Pain Like Needles In Feet | Causes And Treatment
Many people experience a tingling sensation that is pain like needles in feet. It is a common experience shared by most people especially those who are diagnosed with diabetes. Medically, this “pins and needles” feeling is called “paresthesia,” a sensation associated with the uncomfortable tingling, prickling, itching or skin crawling usually felt in the hands or feet.
It is sometimes coupled with a feeling of numbness or of throbbing pain.
While paresthesia is usually not a reason for concern, a persistent tingling in the hands or feet can be a sign of serious conditions such as diabetes and diabetic neuropathy, multiple sclerosis, hypothyroidism, Tarsal tunnel syndrome (TTS), kidney failure, Charcot-Marie-Tooth (CMT) disease, autoimmune diseases, infections or alcohol use disorder and alcoholic neuropathy (Dix, 2021).
What is that tingling feeling? What causes the pain like “pins and needles” sensation in the hands or feet?
Pain Like Needles In Feet – The Cause
Though there are a lot of conditions that paresthesia or that sensation of “pins and needles” indicate, we will focus in this discussion, on the most common condition that this tingling feeling represent – a type of diabetic neuropathy called peripheral neuropathy. Here we will explore what it is, determine its cause and discuss doctor-recommended treatment options. So, what is peripheral neuropathy?
Peripheral neuropathy is a condition that results from nerve damage. This type of nerve damage typically affects the feet and legs and sometimes also affects the hands and arms. It is a very common type of neuropathy. According to the National Institute of Diabetes and Digestive and Kidney Diseases (NIDDK), up to 50% of all diabetic patients experience this (Peripheral, n.d.).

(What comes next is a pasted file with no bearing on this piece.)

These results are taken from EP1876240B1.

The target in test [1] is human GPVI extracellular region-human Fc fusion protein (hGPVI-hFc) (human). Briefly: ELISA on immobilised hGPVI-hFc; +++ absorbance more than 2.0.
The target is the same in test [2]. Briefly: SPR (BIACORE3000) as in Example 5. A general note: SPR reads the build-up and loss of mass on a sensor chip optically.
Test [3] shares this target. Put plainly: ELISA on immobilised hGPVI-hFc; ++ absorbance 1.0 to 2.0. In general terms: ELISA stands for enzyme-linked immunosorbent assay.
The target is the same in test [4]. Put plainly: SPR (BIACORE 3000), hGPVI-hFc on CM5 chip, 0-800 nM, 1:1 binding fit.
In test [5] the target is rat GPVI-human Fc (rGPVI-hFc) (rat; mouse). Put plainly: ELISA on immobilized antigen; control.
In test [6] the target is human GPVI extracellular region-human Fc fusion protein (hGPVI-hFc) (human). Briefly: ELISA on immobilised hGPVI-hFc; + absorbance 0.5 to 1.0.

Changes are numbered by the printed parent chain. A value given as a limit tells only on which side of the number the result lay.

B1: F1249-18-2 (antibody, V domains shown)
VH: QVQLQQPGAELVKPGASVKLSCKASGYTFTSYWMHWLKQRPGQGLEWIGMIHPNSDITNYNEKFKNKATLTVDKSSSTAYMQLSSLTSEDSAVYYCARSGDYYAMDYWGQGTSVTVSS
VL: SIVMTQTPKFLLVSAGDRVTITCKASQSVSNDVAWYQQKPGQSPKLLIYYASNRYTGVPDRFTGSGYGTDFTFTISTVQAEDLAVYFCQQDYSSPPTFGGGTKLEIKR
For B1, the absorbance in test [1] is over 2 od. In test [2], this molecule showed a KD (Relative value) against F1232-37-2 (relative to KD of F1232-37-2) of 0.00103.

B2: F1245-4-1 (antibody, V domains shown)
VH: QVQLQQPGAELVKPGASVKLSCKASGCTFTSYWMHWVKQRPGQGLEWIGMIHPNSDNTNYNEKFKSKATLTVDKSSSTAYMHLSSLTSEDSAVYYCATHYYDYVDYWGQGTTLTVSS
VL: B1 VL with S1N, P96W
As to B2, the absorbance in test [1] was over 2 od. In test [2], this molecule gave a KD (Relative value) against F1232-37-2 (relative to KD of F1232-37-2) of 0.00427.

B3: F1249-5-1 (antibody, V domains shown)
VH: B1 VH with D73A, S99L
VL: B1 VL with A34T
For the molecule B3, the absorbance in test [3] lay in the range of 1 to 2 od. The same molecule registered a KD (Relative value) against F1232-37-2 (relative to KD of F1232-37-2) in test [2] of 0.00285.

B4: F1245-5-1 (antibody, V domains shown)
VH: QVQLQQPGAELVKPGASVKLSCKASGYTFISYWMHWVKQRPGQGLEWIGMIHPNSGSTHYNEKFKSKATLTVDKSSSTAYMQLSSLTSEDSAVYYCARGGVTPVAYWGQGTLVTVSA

In peripheral neuropathy, the damaged nerves are the peripheral nerves, those nerves that are outside the brain and the spinal cord. Since these nerves are commonly found in the hands and feet, damage to them causes weakness and pain in these areas of the body.
The damage to peripheral nerves is described by patients as stabbing, burning or tingling pain (Peripheral neuropathy, n.d.).
There are two types of peripheral neuropathy. The first type is mononeuropathy or damage to a single peripheral nerve. Its most common cause is physical injury or trauma. On the other hand, the second type of peripheral neuropathy is polyneuropathy or damage to multiple peripheral nerves throughout the body.
It is believed that the most common form of polyneuropathy is diabetic neuropathy, a condition that occurs in people with diabetes (Robinson, 2020).
Causes of Peripheral Neuropathy
Peripheral neuropathy can result from many sources. It may come from traumatic injuries, infections, metabolic problems, inherited causes and exposure to toxins. However, one of the most common causes is diabetes.
Diabetes is a chronic or long-lasting disease that affects how the body turns food into energy.
There are three main types of diabetes: type 1, type 2, and gestational diabetes. According to the centers for Disease Control and Prevention (CDC), more than 122 million Americans are living with diabetes (34.2 million) or prediabetes (88 million) (Diabetes, n.d.).
High blood sugar levels can lead to nerve damage called diabetic neuropathy. These damaged nerves may stop sending messages to different parts of the body as a result. This, in turn, can cause health problems ranging from mild numbness to pain which will make it hard to do normal activities.
Managing Diabetic Peripheral Neuropathy
How do we treat diabetic peripheral neuropathy?